Heard on the Hill

Practice Begins for 10th Annual Women’s Congressional Softball Game

Members play the media on June 20

The media team celebrates its 2-1 victory in last year’s Congressional Women's Softball game that pits pits female members of Congress and women in the Washington press corps. (Tom Williams/CQ Roll Call file photo)

Female lawmakers have already begun practice for the 10th annual Congressional Women’s Softball Game on June 20.

The game sees female members of Congress and the Washington press corps battle it out for charity. The member’s team practiced for the first time this year on April 11, and will continue to do so when Congress is in session. The media team, known as the Bad News Babes, started practice this week.

Practices are held at a field just steps away from the Capitol. 

The female members have had Capitol Police officers at prior practices, but they have increased security this year because of the shooting at the Republican team’s practice for the Congressional Baseball Game last year.

[Press Beats Members at Congressional Women's Softball Game, to Record Crowd]

From the Vault: Highlights of the 2017 Women’s Congressional Softball Game

At the time of the shooting, the women’s team still had a week more of practice before their own game, and they continued as scheduled. They played on June 21, with the Bad News Babes winning 2-1.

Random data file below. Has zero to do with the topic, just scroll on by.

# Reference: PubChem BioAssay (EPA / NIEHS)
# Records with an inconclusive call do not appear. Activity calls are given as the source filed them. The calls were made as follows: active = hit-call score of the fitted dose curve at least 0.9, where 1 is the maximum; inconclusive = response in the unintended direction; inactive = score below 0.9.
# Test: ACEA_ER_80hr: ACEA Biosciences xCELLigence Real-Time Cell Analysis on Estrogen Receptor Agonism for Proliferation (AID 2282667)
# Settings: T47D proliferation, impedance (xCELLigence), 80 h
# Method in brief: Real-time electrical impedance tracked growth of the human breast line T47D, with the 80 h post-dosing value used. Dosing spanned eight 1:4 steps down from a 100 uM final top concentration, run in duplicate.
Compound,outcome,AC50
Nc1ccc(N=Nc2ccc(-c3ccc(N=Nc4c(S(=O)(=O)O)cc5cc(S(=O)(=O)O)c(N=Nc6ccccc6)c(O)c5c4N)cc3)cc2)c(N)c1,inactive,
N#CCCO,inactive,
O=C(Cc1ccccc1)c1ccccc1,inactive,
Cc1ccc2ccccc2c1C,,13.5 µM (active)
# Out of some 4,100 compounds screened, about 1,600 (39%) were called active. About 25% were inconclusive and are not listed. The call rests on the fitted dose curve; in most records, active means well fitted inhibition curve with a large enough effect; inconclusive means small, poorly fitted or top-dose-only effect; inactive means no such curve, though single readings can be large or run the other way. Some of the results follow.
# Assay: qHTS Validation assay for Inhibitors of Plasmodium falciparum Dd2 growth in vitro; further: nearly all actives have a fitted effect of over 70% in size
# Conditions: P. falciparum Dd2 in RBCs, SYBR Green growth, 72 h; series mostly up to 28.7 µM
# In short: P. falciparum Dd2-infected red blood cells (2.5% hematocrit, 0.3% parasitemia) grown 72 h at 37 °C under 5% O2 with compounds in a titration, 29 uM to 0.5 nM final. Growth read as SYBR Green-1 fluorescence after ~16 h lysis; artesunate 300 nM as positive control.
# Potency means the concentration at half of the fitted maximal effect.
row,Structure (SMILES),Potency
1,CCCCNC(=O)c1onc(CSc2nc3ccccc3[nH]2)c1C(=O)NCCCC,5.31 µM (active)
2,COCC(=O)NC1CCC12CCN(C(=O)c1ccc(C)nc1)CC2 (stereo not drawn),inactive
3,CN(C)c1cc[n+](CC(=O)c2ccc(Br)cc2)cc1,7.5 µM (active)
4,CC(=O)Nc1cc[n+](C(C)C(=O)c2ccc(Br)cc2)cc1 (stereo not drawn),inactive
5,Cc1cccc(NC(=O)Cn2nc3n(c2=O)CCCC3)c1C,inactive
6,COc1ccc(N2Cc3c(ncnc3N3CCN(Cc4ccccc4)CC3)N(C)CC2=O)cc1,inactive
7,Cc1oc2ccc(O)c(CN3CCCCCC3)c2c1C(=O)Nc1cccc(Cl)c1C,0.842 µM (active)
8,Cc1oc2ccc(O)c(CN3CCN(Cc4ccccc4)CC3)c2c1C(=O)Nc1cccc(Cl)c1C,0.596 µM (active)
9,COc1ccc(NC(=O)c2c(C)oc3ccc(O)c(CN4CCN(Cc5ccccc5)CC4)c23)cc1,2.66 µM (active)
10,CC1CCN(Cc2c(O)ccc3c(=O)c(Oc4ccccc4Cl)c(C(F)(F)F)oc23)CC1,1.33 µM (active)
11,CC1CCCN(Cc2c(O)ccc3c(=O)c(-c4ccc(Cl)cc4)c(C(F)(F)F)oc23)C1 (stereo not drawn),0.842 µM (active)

Last year’s game broke records in fundraising and attendance. It raised more than $300,000 for the Young Survival Coalition, which supports young women with breast cancer, and sold about 2,500 tickets.

The annual sporting event began in 2009 when Rep. Debbie Wasserman Schultz revealed she had beaten back breast cancer.

“I’m absolutely elated to join my bipartisan colleagues for this, our historic 10th year in taking the diamond to strike out cancer in young women. I recently celebrated my own 10-year cancer-free anniversary, so I know firsthand that young women can and do get this life-changing diagnosis,” the Florida Democrat said in a statement. 

In 2009, Wasserman Schultz teamed up with Rep. Jo Ann Emerson of Missouri, and Sens. Kirsten Gillibrand of New York and Susan Collins of Maine to organize a members team to play female campaign staffers from both parties. In 2010, the game began pitting the lawmakers against women in the Capitol Hill press corps. 

“When I helped co-found this event, it was to give power and hope to these young women,” Wasserman Schultz said. “But I had no idea the amount of personal joy, meaning and friendships it would bring into my own life this past decade.”

Since its launch, the game has raised more than $900,000 for the Young Survival Coalition.

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